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Michelle Norton, firstname.lastname@example.org
Thursday 27 February 2014, 9:00AM
Over half of people aged 18 to 25 in a study and over a third of the total participants reported suicidal thoughts after taking antidepressants. Over half of young New Zealanders taking antidepressants reported suicidal thoughts in a recent survey.
The research published online in Psychiatry Research (25 February) pools responses from 1829 New Zealanders who had been prescribed antidepressants within the last five years.
Each participant completed an online questionnaire which asked them about 20 adverse effects. The most frequently reported side effects were: sexual difficulties (62%) and feeling emotionally numb (60%).
Alarmingly, over half of people aged 18 to 25 in the study and over a third of the total participants reported suicidal thoughts.
Lead researcher John Read from the University of Liverpool’s psychology, health and society department says this suggests earlier studies have understated the extent of this side effect.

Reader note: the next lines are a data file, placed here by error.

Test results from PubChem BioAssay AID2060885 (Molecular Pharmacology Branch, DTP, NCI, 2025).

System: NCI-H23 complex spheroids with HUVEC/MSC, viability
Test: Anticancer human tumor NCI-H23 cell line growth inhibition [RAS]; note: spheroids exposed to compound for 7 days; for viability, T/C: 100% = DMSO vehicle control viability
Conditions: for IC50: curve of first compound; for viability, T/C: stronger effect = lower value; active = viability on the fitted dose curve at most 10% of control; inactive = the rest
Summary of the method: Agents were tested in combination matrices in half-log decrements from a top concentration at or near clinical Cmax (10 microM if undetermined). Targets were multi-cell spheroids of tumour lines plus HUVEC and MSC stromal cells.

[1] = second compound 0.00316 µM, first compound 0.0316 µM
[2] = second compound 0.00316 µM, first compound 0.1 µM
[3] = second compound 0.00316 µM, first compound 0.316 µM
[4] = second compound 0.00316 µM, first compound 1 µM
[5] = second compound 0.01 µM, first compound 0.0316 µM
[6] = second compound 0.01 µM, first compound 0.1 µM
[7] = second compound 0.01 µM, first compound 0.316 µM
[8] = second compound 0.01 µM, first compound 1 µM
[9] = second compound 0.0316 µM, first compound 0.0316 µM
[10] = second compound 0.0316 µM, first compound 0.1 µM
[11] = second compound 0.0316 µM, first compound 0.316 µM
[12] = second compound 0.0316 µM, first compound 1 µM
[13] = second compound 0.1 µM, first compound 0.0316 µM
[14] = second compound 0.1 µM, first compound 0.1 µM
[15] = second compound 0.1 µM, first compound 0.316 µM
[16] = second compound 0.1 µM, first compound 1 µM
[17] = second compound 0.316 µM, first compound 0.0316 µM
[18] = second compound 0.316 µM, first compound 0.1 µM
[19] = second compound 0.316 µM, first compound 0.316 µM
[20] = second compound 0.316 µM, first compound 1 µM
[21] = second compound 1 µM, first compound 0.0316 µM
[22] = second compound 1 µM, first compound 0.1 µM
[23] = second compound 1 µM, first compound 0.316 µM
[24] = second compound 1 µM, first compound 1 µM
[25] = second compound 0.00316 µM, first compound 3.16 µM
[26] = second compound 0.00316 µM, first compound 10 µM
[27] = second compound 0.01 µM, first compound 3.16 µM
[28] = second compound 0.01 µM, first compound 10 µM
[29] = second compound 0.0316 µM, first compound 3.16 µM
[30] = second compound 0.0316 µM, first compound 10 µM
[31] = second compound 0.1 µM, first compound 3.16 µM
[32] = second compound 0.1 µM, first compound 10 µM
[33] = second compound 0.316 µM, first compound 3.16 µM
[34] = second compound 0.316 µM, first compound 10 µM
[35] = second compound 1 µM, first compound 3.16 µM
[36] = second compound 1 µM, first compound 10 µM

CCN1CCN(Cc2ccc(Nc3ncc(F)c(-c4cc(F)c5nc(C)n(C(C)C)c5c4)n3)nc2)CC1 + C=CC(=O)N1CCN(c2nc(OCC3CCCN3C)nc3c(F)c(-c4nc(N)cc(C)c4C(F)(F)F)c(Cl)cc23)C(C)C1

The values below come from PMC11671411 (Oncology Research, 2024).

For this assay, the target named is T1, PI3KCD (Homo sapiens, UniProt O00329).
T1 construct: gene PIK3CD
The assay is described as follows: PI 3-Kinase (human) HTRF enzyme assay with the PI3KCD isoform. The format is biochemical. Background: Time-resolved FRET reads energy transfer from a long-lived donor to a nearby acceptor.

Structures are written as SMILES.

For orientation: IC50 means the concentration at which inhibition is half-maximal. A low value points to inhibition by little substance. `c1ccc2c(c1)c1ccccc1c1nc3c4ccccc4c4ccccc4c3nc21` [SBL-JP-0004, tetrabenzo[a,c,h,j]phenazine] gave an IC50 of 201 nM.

Other reported psychological side effects include: not feeling like myself (52%) and reduction in positive feelings (42%).
On the other hand, 82% of respondents did report that the drugs helped to alleviate their depression.
Professor Read says physical side effects of antidepressants are well known, but there has previously been little data on the psychological effects.
“While the biological side effects of antidepressants, such as weight gain and nausea, are well documented, psychological and interpersonal issues have been largely ignored or denied. They appear to be alarmingly common,” he says in a press release.
He believes medicalization of sadness and distress has reached “bizarre levels”, with as many as one in 10 people being prescribed antidepressants each year in some countries.
The study also found people are not being told about these psychological side effects. This also raises the issue of over-prescription of these types of drugs, the study states.